Pandemic Data Collection Fuels Concerns on Protecting Personal Privacy
What’s New: China should tighten oversight of privacy breaches while speeding up legislation to protect personal data following the massive collection of information to assist in disease control, delegates to the annual legislative and political advisory sessions said.
Regulators should issue detailed rules on how personal information should be stored and disposed of by organizations that collected it during the pandemic for contact tracking or health assessments, they said.
In particular, regulations should govern the use of biological information technology such as facial or fingerprint recognition, delegates said. Rampant collection of such data fueled concerns about violations of privacy, they said.
Why it matters: News of privacy breaches emerged during the Covid-19 pandemic, fueling concerns about information security.
Personal data such as identification, contacts and travel history were widely collected by government-backed organizations and tech platforms for disease control. As the domestic outbreak wanes, how the massive amounts of personal data should be dealt with remains a question.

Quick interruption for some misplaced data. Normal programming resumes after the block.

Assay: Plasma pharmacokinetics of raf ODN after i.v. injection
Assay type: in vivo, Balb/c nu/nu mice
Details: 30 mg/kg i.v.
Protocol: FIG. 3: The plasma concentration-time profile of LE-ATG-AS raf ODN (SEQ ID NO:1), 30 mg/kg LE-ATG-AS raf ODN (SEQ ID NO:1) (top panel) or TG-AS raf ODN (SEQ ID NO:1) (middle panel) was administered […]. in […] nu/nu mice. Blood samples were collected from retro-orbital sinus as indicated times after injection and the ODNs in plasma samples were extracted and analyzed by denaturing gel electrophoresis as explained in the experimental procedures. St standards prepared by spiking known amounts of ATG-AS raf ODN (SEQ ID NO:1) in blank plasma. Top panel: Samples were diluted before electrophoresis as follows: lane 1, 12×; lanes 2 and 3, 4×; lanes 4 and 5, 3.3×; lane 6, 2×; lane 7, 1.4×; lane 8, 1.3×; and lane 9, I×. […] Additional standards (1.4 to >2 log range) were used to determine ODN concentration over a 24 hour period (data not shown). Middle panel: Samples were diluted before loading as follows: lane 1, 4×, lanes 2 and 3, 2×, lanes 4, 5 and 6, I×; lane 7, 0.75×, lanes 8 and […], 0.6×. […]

Although regulators issued multiple guidelines during the pandemic to govern access to and use of personal information, there is still a lack of clear rules and enforcement on how the information should be stored or whether it should be destroyed after the pandemic, one delegate said.
China has more than 200 laws and regulations including articles on privacy protection, without an overarching law. In 2019 the national legislature made the drafting of personal information protection and data security laws the top priority of its legislation agenda. The National People’s Congress said Wednesday that the work on new laws will start this year.
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